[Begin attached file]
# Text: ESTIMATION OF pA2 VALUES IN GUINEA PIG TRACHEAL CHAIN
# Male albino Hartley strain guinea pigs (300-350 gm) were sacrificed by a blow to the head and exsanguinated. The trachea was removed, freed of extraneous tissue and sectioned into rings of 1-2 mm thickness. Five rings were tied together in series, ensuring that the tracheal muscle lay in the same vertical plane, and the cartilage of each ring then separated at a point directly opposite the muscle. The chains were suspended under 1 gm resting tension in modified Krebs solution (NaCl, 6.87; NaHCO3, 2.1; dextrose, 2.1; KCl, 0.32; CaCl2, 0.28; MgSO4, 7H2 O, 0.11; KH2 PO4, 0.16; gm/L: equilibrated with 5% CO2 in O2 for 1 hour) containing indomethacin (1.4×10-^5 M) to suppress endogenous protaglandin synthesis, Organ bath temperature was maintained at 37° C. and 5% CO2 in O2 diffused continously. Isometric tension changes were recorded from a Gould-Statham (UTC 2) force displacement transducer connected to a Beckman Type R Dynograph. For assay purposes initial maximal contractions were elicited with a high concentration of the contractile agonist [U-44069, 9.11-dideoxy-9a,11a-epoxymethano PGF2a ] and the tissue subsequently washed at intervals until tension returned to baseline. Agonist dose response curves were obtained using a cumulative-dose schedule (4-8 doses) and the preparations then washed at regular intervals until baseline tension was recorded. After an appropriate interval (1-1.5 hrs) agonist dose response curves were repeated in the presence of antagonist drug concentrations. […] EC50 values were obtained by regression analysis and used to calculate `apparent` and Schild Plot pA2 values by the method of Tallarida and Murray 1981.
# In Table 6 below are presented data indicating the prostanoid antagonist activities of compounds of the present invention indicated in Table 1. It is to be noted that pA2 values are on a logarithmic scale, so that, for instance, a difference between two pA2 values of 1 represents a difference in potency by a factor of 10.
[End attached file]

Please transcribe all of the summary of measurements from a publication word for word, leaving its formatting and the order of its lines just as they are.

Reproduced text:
# Text: ESTIMATION OF pA2 VALUES IN GUINEA PIG TRACHEAL CHAIN
# Male albino Hartley strain guinea pigs (300-350 gm) were sacrificed by a blow to the head and exsanguinated. The trachea was removed, freed of extraneous tissue and sectioned into rings of 1-2 mm thickness. Five rings were tied together in series, ensuring that the tracheal muscle lay in the same vertical plane, and the cartilage of each ring then separated at a point directly opposite the muscle. The chains were suspended under 1 gm resting tension in modified Krebs solution (NaCl, 6.87; NaHCO3, 2.1; dextrose, 2.1; KCl, 0.32; CaCl2, 0.28; MgSO4, 7H2 O, 0.11; KH2 PO4, 0.16; gm/L: equilibrated with 5% CO2 in O2 for 1 hour) containing indomethacin (1.4×10-^5 M) to suppress endogenous protaglandin synthesis, Organ bath temperature was maintained at 37° C. and 5% CO2 in O2 diffused continously. Isometric tension changes were recorded from a Gould-Statham (UTC 2) force displacement transducer connected to a Beckman Type R Dynograph. For assay purposes initial maximal contractions were elicited with a high concentration of the contractile agonist [U-44069, 9.11-dideoxy-9a,11a-epoxymethano PGF2a ] and the tissue subsequently washed at intervals until tension returned to baseline. Agonist dose response curves were obtained using a cumulative-dose schedule (4-8 doses) and the preparations then washed at regular intervals until baseline tension was recorded. After an appropriate interval (1-1.5 hrs) agonist dose response curves were repeated in the presence of antagonist drug concentrations. […] EC50 values were obtained by regression analysis and used to calculate `apparent` and Schild Plot pA2 values by the method of Tallarida and Murray 1981.
# In Table 6 below are presented data indicating the prostanoid antagonist activities of compounds of the present invention indicated in Table 1. It is to be noted that pA2 values are on a logarithmic scale, so that, for instance, a difference between two pA2 values of 1 represents a difference in potency by a factor of 10.